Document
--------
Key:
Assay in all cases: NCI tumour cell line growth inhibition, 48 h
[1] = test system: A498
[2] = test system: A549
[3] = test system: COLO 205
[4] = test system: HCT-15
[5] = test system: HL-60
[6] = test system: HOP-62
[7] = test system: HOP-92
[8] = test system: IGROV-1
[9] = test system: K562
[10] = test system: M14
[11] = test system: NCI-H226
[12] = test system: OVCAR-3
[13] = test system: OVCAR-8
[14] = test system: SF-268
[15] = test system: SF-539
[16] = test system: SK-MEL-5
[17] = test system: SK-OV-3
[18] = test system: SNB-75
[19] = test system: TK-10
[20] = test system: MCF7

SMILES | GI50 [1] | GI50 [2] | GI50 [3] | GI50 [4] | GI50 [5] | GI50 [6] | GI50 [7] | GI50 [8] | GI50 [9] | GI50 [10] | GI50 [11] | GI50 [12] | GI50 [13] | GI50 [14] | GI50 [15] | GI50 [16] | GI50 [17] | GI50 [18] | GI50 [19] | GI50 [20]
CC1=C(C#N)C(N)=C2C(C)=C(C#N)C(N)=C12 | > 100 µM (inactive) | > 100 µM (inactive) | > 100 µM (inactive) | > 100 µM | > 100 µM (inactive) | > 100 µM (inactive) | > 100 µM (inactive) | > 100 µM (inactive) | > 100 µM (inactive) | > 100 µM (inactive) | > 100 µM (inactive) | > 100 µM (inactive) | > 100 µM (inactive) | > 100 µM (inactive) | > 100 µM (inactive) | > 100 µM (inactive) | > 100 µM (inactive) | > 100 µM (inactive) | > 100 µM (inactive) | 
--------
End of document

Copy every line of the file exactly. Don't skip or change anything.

Key:
Assay in all cases: NCI tumour cell line growth inhibition, 48 h
[1] = test system: A498
[2] = test system: A549
[3] = test system: COLO 205
[4] = test system: HCT-15
[5] = test system: HL-60
[6] = test system: HOP-62
[7] = test system: HOP-92
[8] = test system: IGROV-1
[9] = test system: K562
[10] = test system: M14
[11] = test system: NCI-H226
[12] = test system: OVCAR-3
[13] = test system: OVCAR-8
[14] = test system: SF-268
[15] = test system: SF-539
[16] = test system: SK-MEL-5
[17] = test system: SK-OV-3
[18] = test system: SNB-75
[19] = test system: TK-10
[20] = test system: MCF7

SMILES | GI50 [1] | GI50 [2] | GI50 [3] | GI50 [4] | GI50 [5] | GI50 [6] | GI50 [7] | GI50 [8] | GI50 [9] | GI50 [10] | GI50 [11] | GI50 [12] | GI50 [13] | GI50 [14] | GI50 [15] | GI50 [16] | GI50 [17] | GI50 [18] | GI50 [19] | GI50 [20]
CC1=C(C#N)C(N)=C2C(C)=C(C#N)C(N)=C12 | > 100 µM (inactive) | > 100 µM (inactive) | > 100 µM (inactive) | > 100 µM | > 100 µM (inactive) | > 100 µM (inactive) | > 100 µM (inactive) | > 100 µM (inactive) | > 100 µM (inactive) | > 100 µM (inactive) | > 100 µM (inactive) | > 100 µM (inactive) | > 100 µM (inactive) | > 100 µM (inactive) | > 100 µM (inactive) | > 100 µM (inactive) | > 100 µM (inactive) | > 100 µM (inactive) | > 100 µM (inactive) | 